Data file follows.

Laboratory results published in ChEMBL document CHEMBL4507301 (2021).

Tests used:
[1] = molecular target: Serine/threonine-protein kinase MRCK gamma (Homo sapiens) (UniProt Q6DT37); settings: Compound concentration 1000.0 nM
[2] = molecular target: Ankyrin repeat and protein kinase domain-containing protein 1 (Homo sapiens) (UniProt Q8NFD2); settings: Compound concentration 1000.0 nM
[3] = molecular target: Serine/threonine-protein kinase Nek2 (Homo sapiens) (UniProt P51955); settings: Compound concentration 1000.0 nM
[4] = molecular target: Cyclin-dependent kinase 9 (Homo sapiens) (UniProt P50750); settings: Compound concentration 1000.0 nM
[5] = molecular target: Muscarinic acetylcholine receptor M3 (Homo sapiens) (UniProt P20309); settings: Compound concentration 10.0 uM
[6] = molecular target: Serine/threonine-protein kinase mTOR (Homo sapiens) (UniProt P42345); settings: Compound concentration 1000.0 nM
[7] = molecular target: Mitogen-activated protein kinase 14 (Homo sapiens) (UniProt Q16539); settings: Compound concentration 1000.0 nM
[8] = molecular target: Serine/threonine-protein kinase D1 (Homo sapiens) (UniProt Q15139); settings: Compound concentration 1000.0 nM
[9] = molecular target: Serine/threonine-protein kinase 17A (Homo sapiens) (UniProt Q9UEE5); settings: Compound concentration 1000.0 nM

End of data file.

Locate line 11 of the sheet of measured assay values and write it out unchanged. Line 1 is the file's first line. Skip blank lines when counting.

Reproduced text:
[9] = molecular target: Serine/threonine-protein kinase 17A (Homo sapiens) (UniProt Q9UEE5); settings: Compound concentration 1000.0 nM